But the 49-year-old mother of two would be turned away, with sellers heavily rationing the commodity used in products ranging from cosmetics to chocolate spreads.

“I was fuming and told the employees that I really need the cooking oil for personal use, not for hoarding,” said Setiana, who used to make up to 750,000 rupiah ($52) a day selling her savoury yellow snack.

An employee prepares raw tempe, a traditional Indonesian food made from fermented soybeans, before being fried into chips

© BAY ISMOYOAn employee prepares raw tempe, a traditional Indonesian food made from fermented soybeans, before being fried into chips

“How come we have cooking oil shortages when Indonesia is the world’s top palm oil producer?”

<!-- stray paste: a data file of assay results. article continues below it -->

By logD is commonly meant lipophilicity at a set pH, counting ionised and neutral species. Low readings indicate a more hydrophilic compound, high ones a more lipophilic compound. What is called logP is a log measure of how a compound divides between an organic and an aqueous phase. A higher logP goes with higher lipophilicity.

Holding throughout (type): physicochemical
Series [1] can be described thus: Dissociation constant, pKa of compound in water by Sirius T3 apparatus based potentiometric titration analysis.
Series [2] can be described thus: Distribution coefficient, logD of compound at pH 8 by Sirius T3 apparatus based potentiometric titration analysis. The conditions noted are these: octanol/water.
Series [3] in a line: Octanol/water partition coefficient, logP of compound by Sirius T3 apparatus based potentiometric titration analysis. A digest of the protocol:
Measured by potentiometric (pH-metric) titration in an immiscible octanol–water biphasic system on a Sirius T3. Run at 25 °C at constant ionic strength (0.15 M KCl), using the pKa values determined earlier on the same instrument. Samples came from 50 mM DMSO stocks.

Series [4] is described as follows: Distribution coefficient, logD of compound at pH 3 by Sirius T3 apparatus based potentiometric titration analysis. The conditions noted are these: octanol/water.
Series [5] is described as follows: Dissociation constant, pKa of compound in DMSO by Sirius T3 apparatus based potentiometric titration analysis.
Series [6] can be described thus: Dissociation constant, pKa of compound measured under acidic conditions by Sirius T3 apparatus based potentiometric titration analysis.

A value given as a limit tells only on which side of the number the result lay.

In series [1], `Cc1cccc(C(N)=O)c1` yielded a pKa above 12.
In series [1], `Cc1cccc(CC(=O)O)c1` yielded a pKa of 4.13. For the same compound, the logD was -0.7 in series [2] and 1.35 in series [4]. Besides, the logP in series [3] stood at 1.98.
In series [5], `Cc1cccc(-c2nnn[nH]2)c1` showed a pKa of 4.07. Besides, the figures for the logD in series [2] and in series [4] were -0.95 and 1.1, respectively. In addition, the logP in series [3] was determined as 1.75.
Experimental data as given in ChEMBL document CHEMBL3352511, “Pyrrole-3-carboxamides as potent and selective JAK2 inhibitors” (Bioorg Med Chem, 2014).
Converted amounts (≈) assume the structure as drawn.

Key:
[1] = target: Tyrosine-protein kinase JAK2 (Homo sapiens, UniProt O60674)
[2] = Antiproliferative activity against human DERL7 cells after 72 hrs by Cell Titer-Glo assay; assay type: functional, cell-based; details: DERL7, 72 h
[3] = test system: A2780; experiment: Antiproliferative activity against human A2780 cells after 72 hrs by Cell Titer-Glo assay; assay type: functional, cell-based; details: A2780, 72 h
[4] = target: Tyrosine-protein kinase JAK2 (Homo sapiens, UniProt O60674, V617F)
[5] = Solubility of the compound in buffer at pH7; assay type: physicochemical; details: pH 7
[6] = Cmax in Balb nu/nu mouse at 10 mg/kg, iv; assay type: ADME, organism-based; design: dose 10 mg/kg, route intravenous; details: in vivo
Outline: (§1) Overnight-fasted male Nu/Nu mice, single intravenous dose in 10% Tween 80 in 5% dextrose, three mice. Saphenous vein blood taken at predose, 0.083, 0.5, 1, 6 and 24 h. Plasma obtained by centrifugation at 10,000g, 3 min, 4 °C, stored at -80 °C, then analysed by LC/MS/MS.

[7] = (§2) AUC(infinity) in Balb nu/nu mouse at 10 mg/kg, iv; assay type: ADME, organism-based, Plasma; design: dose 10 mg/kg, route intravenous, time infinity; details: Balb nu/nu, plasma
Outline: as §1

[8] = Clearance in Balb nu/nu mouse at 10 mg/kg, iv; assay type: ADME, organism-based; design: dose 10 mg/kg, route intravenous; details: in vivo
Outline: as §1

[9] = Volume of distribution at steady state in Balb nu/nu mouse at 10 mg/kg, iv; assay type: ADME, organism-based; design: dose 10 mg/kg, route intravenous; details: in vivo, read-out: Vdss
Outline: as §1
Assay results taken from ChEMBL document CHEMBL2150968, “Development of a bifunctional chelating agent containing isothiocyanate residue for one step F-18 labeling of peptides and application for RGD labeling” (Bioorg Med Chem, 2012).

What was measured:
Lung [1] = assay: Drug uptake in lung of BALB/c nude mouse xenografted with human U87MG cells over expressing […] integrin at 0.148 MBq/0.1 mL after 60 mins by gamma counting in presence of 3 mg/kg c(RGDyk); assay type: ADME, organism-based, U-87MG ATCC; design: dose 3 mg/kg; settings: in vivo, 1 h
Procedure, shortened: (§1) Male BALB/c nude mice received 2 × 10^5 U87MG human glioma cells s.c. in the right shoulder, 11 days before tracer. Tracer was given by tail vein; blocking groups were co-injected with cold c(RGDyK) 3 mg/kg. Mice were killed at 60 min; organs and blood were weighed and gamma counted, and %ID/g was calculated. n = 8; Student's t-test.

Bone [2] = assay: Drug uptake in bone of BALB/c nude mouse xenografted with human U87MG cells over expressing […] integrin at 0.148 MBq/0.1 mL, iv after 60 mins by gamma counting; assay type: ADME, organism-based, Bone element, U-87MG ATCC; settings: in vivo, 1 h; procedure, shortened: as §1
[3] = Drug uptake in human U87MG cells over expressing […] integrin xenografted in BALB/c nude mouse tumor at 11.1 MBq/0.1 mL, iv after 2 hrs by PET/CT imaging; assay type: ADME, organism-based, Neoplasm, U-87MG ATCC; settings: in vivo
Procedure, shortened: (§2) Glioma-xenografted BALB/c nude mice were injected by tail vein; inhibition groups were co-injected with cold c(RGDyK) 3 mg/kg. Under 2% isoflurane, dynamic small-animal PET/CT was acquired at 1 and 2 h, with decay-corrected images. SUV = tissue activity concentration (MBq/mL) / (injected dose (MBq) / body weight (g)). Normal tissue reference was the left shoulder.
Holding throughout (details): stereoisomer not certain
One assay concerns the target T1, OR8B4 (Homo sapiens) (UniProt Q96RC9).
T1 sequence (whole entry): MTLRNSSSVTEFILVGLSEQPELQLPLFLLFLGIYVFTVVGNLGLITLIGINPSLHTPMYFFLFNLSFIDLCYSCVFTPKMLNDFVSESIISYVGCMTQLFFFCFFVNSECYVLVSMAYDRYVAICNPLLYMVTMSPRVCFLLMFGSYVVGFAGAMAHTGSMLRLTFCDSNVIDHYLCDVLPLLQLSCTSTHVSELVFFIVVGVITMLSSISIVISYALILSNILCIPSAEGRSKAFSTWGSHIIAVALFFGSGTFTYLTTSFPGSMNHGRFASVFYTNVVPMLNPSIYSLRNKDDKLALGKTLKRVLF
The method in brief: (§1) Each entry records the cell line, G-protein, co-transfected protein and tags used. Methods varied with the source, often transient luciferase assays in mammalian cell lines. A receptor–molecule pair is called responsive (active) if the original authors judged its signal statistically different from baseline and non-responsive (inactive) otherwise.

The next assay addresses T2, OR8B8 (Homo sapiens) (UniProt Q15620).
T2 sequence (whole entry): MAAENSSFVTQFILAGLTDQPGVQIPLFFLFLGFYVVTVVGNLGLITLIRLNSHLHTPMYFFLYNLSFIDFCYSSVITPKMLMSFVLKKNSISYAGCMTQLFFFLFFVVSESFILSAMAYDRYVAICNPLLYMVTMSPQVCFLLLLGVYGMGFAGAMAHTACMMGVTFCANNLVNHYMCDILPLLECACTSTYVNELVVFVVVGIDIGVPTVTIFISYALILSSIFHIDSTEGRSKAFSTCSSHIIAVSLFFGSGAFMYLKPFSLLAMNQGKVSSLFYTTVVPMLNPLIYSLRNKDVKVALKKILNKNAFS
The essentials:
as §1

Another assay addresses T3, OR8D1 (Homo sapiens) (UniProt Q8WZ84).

Her battle for supplies is just a snapshot of the cooking oil crisis that has spurred hours-long queues of residents with jerry cans in hand across Indonesia’s most populous island, Java, and others such as Borneo.

Two people died in March from exhaustion — including one who had queued at three different supermarkets, according to local media — as they waited in searing heat to get their hands on a product that rose to 20,100 rupiah a litre at its height.

The owner of a home-based chips industry arranges her tempe chips, a traditional Indonesian food made from fermented soybeans in Jakarta

© BAY ISMOYOThe owner of a home-based chips industry arranges her tempe chips, a traditional Indonesian food made from fermented soybeans in Jakarta

– Counting costs –

Indonesia produces about 60 percent of global palm oil supplies, with one-third consumed domestically. India, China, the European Union and Pakistan are among its major export customers.

The squeeze on cooking oil at home forced the Indonesian government to impose a now-lifted ban on exports last month, easing prices and shoring up domestic supplies.